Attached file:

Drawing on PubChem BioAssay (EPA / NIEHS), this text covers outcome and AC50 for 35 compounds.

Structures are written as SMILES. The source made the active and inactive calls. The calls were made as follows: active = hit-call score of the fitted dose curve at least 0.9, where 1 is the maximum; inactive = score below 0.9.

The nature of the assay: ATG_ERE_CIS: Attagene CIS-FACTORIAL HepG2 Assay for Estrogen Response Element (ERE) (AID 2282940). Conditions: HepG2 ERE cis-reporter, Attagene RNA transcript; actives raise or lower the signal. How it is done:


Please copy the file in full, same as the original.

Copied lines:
Drawing on PubChem BioAssay (EPA / NIEHS), this text covers outcome and AC50 for 35 compounds.

Structures are written as SMILES. The source made the active and inactive calls. The calls were made as follows: active = hit-call score of the fitted dose curve at least 0.9, where 1 is the maximum; inactive = score below 0.9.

The nature of the assay: ATG_ERE_CIS: Attagene CIS-FACTORIAL HepG2 Assay for Estrogen Response Element (ERE) (AID 2282940). Conditions: HepG2 ERE cis-reporter, Attagene RNA transcript; actives raise or lower the signal. How it is done: